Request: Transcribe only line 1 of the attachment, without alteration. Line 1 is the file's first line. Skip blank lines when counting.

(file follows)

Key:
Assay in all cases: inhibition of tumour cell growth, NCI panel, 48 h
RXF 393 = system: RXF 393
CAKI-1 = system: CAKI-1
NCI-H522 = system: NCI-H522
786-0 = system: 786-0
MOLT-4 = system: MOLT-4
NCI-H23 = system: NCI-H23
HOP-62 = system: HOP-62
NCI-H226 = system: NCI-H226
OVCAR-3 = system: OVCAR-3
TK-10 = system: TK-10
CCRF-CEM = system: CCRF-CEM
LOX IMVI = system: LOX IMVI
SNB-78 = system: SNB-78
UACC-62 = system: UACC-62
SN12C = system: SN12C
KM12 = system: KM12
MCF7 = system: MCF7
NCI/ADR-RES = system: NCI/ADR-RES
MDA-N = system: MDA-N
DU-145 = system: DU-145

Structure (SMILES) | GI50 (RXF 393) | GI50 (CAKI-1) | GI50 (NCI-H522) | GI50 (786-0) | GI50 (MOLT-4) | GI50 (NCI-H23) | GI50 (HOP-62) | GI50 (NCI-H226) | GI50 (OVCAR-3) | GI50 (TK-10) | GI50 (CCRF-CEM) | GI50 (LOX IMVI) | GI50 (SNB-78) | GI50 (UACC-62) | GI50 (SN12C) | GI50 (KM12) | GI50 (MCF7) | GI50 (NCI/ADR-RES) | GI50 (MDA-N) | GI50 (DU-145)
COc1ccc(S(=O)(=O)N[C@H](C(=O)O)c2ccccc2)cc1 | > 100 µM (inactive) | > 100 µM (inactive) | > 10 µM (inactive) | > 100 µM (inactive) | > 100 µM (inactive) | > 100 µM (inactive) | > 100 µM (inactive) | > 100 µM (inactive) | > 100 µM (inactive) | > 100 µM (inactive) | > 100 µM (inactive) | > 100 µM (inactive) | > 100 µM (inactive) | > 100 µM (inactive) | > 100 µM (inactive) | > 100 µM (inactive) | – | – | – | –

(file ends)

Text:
Key: